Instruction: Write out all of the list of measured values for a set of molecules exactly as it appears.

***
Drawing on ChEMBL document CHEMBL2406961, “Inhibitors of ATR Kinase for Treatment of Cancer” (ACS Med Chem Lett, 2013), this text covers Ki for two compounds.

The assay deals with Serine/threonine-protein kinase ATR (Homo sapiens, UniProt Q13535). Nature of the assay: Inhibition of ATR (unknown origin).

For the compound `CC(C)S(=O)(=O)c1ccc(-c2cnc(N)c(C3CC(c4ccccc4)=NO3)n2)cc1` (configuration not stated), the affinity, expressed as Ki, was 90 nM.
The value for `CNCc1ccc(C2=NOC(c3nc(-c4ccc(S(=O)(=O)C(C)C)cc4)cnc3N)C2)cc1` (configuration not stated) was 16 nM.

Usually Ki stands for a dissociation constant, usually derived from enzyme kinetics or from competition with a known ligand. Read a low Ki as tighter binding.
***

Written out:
Drawing on ChEMBL document CHEMBL2406961, “Inhibitors of ATR Kinase for Treatment of Cancer” (ACS Med Chem Lett, 2013), this text covers Ki for two compounds.

The assay deals with Serine/threonine-protein kinase ATR (Homo sapiens, UniProt Q13535). Nature of the assay: Inhibition of ATR (unknown origin).

For the compound `CC(C)S(=O)(=O)c1ccc(-c2cnc(N)c(C3CC(c4ccccc4)=NO3)n2)cc1` (configuration not stated), the affinity, expressed as Ki, was 90 nM.
The value for `CNCc1ccc(C2=NOC(c3nc(-c4ccc(S(=O)(=O)C(C)C)cc4)cnc3N)C2)cc1` (configuration not stated) was 16 nM.

Usually Ki stands for a dissociation constant, usually derived from enzyme kinetics or from competition with a known ligand. Read a low Ki as tighter binding.